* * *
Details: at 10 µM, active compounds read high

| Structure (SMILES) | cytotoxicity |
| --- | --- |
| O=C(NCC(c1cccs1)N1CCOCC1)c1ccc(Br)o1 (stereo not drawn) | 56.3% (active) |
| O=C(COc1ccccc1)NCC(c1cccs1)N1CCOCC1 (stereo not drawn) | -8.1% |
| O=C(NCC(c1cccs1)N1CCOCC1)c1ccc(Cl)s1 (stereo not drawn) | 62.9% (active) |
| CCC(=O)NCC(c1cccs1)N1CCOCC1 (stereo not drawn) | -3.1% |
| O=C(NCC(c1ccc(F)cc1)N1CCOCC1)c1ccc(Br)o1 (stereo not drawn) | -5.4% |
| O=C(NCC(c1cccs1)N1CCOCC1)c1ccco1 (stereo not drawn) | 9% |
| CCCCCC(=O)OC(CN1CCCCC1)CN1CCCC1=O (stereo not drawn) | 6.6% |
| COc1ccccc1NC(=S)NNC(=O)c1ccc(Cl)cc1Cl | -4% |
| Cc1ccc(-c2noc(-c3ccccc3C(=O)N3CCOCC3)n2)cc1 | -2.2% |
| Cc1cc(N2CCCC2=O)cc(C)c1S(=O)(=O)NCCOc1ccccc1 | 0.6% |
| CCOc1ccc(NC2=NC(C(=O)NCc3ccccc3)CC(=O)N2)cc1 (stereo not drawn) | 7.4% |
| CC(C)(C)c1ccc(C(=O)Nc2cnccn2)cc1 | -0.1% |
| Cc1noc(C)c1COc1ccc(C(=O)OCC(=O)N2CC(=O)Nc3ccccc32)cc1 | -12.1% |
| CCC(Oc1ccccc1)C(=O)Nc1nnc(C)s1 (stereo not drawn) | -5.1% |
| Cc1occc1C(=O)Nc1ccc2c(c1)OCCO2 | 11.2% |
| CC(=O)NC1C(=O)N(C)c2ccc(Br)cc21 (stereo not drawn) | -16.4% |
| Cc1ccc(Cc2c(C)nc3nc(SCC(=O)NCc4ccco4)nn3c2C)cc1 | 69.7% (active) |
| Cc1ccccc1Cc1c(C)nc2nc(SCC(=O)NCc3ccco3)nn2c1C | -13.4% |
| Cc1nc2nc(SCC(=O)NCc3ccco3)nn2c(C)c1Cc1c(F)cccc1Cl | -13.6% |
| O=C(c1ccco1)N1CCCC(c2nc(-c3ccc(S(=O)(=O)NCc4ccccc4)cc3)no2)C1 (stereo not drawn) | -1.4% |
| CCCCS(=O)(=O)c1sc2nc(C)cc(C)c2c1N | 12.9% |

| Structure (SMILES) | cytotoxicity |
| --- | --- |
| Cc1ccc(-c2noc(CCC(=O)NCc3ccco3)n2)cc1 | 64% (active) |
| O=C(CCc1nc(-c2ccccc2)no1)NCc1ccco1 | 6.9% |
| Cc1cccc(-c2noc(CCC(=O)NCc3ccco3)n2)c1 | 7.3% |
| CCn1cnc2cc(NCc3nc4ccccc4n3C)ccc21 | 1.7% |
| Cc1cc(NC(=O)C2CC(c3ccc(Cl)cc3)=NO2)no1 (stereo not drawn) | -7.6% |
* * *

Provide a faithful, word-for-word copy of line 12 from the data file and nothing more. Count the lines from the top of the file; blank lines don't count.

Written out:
| Cc1ccc(-c2noc(-c3ccccc3C(=O)N3CCOCC3)n2)cc1 | -2.2% |